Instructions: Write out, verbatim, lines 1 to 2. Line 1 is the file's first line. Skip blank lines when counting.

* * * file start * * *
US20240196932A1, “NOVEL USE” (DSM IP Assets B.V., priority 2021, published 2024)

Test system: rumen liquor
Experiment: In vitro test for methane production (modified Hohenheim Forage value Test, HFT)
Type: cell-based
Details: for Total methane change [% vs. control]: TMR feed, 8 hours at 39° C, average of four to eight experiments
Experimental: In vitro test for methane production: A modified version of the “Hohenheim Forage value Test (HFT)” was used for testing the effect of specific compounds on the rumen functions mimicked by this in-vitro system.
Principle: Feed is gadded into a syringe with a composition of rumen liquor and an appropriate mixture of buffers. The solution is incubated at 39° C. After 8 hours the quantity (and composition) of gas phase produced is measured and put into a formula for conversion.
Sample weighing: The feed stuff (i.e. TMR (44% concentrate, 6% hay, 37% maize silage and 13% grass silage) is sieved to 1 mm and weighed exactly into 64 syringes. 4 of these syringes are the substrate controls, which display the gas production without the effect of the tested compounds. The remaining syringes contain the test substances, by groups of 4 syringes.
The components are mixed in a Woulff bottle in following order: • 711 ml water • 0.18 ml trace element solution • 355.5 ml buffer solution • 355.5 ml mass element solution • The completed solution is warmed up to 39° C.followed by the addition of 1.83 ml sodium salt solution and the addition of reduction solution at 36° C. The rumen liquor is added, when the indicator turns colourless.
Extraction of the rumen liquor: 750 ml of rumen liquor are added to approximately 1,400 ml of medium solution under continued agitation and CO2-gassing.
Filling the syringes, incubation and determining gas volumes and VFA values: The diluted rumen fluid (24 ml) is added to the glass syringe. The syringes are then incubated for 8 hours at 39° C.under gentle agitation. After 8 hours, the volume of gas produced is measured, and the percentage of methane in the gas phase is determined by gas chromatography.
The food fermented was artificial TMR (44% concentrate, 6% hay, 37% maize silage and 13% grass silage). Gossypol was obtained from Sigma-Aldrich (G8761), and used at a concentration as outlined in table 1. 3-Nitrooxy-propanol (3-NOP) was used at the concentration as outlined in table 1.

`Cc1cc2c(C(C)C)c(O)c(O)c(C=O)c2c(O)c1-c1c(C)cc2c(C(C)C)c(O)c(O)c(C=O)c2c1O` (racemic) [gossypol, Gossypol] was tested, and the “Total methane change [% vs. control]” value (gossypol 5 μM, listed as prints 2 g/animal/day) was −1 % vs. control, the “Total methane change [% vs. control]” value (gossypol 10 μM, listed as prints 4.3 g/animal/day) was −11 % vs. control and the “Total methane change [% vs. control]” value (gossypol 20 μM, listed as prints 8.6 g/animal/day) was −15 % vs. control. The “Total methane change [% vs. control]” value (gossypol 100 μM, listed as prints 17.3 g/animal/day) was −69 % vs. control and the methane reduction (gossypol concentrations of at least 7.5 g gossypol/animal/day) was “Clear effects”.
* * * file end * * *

US20240196932A1, “NOVEL USE” (DSM IP Assets B.V., priority 2021, published 2024)

Test system: rumen liquor